Fighting between rebels and government troops in East Congo most of all affects children and youths. They risk missing out on an education, warns World Vision.
More than 500 boys and girls have been recruited as child soldiers, according to the World Vision international child aid organization. Hundreds of cases of sexual abuse have been reported. More then 55,000 internally displaced persons have reached Tshikapa, the biggest city in the Kasai region. DW spoke to World Vision spokesman Ekkehard Forberg about the volatile situation.
DW: We are seeing violent clashes and serious human rights violations in DRC, which has affected many children and youths. What state are these young people in when they reach the shelters?
Ekkehard Forberg: At the moment, we are seeing a very localized conflict involving a traditional leader that spilled into violent conflict last August. We have 1.3 million internally displaced persons who were driven from their homes in Kasai. At least 639 schools were destroyed during the conflict, more than 20 villages burned down, 150,000 pupils can't go to school anymore. We have heard reports about severe human rights violations. Indeed many children have been killed, or had limbs cut off. There is widespread desperation and a lack in humanitarian aid because access is very difficult.
What is World Vision doing to help?
World Vision is establishing its presence in Kasai, where we will focus on humanitarian aid with the help of partners. The security situation is very difficult at the moment. Last year, two observers with the United Nations were killed during their mission there. So we are trying to work through partners, trying to deliver aid into Kasai.
Who are your partners? Do you work with international NGOs and do you also have support from the local government?
We have the local church, which is a very important actor on the ground in Congo, and community faith-based organizations in those villages.
What is your main focus and approach when people are fleeing their homes?
The problem is that those who are fleeing the conflict are not gathered yet in camps. Otherwise, we could make concrete deliveries, including water and food. Now we have to bring that into Kasai. There are little makeshift camps and we are trying to establish so called child-friendly spaces where we take care of children, where people care for them and give psychological aid. They are given a space where they are free from conflict and where they feel safe. At the moment, the biggest problem is to reach out to the refugees, find them and bring food, water and sanitation to them.
As you mentioned, two UN observers were killed, so that must be very dangerous work. Do you take any security precautions?
Usually, we are present in the field in eastern Congo or southern Congo, we have offices and manage our programs from there. In Kasai - and that is why we are working through local partners - it is very difficult because it is very insecure. We try to have established organizations distribute the material that we deliver. We are not involved ourselves in the field. So we can reduce the security risk and still deliver humanitarian aid.
What is lacking most of all?
What is most lacking is, of course, security.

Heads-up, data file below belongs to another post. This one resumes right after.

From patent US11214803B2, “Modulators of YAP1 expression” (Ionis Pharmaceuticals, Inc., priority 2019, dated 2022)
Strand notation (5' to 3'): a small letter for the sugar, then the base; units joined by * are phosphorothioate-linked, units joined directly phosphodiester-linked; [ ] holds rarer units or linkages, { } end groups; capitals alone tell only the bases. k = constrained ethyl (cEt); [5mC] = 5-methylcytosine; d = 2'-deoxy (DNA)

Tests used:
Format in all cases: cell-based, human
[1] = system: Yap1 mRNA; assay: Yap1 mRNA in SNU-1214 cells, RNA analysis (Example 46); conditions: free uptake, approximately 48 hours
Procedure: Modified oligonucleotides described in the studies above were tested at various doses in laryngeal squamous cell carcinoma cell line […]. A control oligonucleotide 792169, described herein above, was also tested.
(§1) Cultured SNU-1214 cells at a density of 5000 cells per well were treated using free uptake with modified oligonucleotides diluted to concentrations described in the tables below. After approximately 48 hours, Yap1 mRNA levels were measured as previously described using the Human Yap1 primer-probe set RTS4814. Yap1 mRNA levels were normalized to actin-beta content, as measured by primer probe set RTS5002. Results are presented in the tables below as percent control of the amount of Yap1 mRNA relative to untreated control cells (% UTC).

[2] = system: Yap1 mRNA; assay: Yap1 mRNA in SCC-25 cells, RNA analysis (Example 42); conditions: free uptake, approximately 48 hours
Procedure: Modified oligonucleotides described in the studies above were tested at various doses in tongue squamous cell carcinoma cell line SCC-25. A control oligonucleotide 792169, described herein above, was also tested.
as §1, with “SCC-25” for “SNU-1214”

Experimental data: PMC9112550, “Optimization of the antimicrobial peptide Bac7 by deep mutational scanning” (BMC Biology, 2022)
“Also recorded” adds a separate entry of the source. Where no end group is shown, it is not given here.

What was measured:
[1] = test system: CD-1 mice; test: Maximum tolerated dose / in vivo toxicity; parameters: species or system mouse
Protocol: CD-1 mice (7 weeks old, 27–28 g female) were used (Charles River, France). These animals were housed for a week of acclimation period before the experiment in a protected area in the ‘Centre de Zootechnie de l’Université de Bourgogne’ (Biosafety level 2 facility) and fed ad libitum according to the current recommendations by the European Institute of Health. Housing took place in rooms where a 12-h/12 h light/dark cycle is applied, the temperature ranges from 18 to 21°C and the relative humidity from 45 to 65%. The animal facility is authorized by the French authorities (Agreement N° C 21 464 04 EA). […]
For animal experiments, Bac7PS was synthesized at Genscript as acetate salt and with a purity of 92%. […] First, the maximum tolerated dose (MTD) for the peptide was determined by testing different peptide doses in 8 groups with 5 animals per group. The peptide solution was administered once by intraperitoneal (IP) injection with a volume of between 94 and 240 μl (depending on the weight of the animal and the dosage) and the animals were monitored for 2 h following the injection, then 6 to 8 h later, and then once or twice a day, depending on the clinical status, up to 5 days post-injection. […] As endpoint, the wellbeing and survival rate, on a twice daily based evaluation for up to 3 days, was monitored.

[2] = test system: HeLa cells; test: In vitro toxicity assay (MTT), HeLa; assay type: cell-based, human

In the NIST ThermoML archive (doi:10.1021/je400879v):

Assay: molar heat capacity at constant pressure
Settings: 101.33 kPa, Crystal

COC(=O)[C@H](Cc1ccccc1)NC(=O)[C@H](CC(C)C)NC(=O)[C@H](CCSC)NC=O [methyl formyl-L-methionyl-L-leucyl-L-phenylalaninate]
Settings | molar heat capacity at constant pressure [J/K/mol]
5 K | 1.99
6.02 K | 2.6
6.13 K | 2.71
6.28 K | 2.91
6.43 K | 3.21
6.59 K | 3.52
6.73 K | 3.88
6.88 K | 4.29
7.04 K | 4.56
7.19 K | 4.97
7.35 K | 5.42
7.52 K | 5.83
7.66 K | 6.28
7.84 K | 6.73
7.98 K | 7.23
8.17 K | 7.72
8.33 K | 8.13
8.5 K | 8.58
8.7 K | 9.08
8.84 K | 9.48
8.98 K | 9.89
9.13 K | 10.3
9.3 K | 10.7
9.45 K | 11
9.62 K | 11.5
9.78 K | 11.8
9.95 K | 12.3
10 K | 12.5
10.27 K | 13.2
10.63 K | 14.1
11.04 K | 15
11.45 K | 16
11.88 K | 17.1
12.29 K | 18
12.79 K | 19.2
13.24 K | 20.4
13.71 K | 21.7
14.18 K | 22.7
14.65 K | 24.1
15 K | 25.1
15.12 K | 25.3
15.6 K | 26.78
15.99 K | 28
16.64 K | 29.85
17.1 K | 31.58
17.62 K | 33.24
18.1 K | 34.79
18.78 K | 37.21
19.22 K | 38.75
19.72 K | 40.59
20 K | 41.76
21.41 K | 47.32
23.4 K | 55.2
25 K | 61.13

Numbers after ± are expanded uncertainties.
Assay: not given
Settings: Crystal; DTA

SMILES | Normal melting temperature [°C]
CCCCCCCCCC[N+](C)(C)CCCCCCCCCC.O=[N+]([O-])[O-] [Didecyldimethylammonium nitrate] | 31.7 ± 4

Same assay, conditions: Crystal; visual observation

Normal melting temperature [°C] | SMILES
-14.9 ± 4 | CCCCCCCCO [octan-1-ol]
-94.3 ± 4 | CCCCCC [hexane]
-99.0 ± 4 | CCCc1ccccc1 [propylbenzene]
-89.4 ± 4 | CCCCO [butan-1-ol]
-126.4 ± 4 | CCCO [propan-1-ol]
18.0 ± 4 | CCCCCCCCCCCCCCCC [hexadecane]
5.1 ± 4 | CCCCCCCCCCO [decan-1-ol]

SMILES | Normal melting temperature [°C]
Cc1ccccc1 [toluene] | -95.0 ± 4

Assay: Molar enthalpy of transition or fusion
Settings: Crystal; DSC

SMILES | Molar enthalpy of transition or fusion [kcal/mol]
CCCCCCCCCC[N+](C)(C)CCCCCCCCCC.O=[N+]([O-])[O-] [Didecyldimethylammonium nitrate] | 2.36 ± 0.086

If both parties - the government and the militias - would stop fighting, which is very brutal, we could get in and deliver needed material. We could directly access people who had to flee or rebuild their villages. But that is very difficult now, as is finding the people to organize access points for them, and protecting the children. They are on the move and they don't have a camp or a school where they feel safe.
Many schools were burned down, and the children no longer attend classes. What does it mean for the country and the kids to grow up in times of war and violence?
This localized conflict which has spread into other provinces shows that the DRC is very fragile. In such a context, children cannot go to school and will not have education. Without an education, the young people will not be able to rebuild their country, or participate in a democratic process to make their voices heard. Most importantly, these young people need an education. By 2050, we will see populations double all over Africa. Education is the key to save the future of Africa. You can see that in DRC, those children will lose their future."
Do you believe the conflict will continue to escalate?
At the moment, the conflict is still escalating, caused by the generally instable situation of politics in the Congo. If we had elections now, and international mediatory efforts, the situation might possibly improve. But both sides are fighting. Civilians, in particular children, are most affected, - not soldiers or militias. The children are fleeing and the biggest worry is that there is not protection for them.
What is needed at this point?
The sheer number of internally displaced persons, 1.3 million from this region alone, needs a huge international humanitarian response.
We are calling for funding for child-focused projects to help those who had to flee their villages. Other international organizations need to come to Kasai, too, and we desperately need an improvement in terms of the security situation. We need to see the agreed steps taken by the government last year in negotiations with the church. We need to see presidential elections and a stable political situation so that the local conflict does not spread and the rule of law is established again.
Interview: Martina Schwikowski
Ekkehard Forberg is a spokesperson for the World Vision aid organization